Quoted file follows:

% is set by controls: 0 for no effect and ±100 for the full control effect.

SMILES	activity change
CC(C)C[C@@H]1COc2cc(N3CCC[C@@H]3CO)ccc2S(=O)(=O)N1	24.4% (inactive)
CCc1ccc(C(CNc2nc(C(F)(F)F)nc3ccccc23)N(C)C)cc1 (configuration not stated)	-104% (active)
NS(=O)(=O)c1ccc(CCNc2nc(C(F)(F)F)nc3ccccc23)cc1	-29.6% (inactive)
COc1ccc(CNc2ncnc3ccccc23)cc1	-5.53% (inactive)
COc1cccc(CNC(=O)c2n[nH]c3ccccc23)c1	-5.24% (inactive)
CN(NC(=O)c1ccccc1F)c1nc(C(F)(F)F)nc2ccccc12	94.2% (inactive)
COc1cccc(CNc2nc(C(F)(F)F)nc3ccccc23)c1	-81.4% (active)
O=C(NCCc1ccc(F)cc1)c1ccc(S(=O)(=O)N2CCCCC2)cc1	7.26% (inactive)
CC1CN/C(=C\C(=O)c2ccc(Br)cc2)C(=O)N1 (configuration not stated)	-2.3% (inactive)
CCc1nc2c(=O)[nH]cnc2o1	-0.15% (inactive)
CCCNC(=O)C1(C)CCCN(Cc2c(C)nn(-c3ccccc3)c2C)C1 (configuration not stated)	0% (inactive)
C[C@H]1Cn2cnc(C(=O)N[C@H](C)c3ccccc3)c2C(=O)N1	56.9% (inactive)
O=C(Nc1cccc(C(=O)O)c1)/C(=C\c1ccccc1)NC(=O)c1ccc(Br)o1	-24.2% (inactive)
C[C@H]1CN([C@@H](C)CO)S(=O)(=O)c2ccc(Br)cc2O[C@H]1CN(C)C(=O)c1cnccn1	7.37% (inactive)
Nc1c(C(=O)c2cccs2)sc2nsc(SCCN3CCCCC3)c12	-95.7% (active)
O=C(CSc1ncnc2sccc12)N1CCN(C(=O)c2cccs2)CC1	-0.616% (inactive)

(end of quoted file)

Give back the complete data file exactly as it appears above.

% is set by controls: 0 for no effect and ±100 for the full control effect.

SMILES	activity change
CC(C)C[C@@H]1COc2cc(N3CCC[C@@H]3CO)ccc2S(=O)(=O)N1	24.4% (inactive)
CCc1ccc(C(CNc2nc(C(F)(F)F)nc3ccccc23)N(C)C)cc1 (configuration not stated)	-104% (active)
NS(=O)(=O)c1ccc(CCNc2nc(C(F)(F)F)nc3ccccc23)cc1	-29.6% (inactive)
COc1ccc(CNc2ncnc3ccccc23)cc1	-5.53% (inactive)
COc1cccc(CNC(=O)c2n[nH]c3ccccc23)c1	-5.24% (inactive)
CN(NC(=O)c1ccccc1F)c1nc(C(F)(F)F)nc2ccccc12	94.2% (inactive)
COc1cccc(CNc2nc(C(F)(F)F)nc3ccccc23)c1	-81.4% (active)
O=C(NCCc1ccc(F)cc1)c1ccc(S(=O)(=O)N2CCCCC2)cc1	7.26% (inactive)
CC1CN/C(=C\C(=O)c2ccc(Br)cc2)C(=O)N1 (configuration not stated)	-2.3% (inactive)
CCc1nc2c(=O)[nH]cnc2o1	-0.15% (inactive)
CCCNC(=O)C1(C)CCCN(Cc2c(C)nn(-c3ccccc3)c2C)C1 (configuration not stated)	0% (inactive)
C[C@H]1Cn2cnc(C(=O)N[C@H](C)c3ccccc3)c2C(=O)N1	56.9% (inactive)
O=C(Nc1cccc(C(=O)O)c1)/C(=C\c1ccccc1)NC(=O)c1ccc(Br)o1	-24.2% (inactive)
C[C@H]1CN([C@@H](C)CO)S(=O)(=O)c2ccc(Br)cc2O[C@H]1CN(C)C(=O)c1cnccn1	7.37% (inactive)
Nc1c(C(=O)c2cccs2)sc2nsc(SCCN3CCCCC3)c12	-95.7% (active)
O=C(CSc1ncnc2sccc12)N1CCN(C(=O)c2cccs2)CC1	-0.616% (inactive)